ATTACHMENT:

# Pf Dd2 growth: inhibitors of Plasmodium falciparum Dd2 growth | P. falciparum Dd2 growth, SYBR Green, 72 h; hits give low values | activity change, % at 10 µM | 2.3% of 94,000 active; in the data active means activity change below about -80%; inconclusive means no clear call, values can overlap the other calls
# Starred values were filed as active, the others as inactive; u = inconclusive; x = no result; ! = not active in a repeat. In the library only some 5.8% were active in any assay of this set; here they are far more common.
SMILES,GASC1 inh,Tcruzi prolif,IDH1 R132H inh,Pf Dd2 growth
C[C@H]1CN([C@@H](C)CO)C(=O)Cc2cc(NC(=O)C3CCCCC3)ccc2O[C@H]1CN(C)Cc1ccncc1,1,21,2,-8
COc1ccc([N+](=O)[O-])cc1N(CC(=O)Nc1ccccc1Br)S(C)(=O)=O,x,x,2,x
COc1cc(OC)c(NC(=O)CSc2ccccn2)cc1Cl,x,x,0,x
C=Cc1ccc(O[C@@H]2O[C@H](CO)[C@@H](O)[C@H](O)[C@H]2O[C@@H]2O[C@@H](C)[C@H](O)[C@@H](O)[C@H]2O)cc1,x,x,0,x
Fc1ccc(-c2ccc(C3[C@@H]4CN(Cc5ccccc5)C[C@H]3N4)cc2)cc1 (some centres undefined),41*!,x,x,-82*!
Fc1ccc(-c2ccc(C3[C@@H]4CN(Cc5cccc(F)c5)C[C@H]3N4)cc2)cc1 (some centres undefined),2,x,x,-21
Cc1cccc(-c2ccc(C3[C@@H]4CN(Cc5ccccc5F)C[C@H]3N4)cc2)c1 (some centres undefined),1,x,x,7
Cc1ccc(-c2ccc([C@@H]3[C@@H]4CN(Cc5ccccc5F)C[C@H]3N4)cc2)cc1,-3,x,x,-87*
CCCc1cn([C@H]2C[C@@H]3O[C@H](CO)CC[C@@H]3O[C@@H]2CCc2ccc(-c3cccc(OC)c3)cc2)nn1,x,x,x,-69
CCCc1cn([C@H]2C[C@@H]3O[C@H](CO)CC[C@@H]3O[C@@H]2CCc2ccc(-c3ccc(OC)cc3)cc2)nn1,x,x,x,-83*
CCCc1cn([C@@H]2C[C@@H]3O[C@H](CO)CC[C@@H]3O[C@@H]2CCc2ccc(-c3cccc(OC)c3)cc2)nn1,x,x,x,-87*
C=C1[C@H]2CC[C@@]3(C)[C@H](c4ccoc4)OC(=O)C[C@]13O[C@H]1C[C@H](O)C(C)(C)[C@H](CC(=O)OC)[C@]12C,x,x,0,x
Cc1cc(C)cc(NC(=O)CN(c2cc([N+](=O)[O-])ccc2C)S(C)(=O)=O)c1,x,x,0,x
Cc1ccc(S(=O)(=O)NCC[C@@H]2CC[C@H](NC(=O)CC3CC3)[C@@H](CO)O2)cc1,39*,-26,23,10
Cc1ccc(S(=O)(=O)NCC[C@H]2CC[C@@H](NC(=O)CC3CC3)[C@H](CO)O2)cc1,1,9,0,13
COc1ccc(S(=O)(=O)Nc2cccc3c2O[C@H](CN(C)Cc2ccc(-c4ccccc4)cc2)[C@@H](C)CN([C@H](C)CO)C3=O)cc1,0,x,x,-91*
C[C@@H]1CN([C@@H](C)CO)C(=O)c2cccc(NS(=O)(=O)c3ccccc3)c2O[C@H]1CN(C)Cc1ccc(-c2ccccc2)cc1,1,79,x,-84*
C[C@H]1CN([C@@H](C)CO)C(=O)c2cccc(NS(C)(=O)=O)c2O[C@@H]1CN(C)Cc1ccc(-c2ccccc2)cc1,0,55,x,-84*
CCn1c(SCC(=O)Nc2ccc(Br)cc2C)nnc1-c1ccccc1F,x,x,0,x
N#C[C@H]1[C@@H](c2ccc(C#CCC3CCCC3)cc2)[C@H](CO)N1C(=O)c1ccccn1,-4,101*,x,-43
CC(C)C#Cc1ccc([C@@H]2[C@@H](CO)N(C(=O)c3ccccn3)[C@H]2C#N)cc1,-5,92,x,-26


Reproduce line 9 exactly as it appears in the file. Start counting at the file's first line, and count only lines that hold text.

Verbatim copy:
Fc1ccc(-c2ccc(C3[C@@H]4CN(Cc5cccc(F)c5)C[C@H]3N4)cc2)cc1 (some centres undefined),2,x,x,-21